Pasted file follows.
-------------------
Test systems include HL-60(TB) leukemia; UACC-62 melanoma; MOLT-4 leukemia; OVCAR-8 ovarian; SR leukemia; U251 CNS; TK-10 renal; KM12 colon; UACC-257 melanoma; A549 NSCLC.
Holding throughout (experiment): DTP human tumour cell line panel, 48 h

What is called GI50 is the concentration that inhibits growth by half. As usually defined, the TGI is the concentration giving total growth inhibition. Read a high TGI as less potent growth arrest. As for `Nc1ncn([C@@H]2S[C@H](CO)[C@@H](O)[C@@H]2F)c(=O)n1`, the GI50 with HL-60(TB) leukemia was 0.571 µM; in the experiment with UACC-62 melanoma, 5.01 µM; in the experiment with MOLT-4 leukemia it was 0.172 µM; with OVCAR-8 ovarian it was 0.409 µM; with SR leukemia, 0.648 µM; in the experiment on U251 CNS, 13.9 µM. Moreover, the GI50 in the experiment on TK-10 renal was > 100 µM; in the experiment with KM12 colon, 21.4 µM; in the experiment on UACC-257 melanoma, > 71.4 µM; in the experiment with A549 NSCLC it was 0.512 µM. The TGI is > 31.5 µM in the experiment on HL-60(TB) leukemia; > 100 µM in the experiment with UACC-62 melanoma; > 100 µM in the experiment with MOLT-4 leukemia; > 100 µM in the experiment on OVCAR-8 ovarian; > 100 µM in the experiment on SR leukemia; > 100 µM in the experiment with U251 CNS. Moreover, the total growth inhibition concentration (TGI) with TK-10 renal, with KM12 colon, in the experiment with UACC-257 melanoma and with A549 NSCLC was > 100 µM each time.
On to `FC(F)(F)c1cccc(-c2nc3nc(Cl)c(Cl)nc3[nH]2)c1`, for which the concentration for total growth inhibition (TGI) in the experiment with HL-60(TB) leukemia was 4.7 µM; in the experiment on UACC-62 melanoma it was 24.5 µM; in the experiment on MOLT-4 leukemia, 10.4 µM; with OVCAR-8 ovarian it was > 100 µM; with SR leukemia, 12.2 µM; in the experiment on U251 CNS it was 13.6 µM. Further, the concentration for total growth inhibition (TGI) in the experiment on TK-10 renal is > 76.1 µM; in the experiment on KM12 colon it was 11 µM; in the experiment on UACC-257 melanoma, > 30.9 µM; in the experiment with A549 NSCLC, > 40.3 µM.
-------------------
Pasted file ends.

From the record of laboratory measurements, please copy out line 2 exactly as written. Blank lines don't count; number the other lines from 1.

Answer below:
Holding throughout (experiment): DTP human tumour cell line panel, 48 h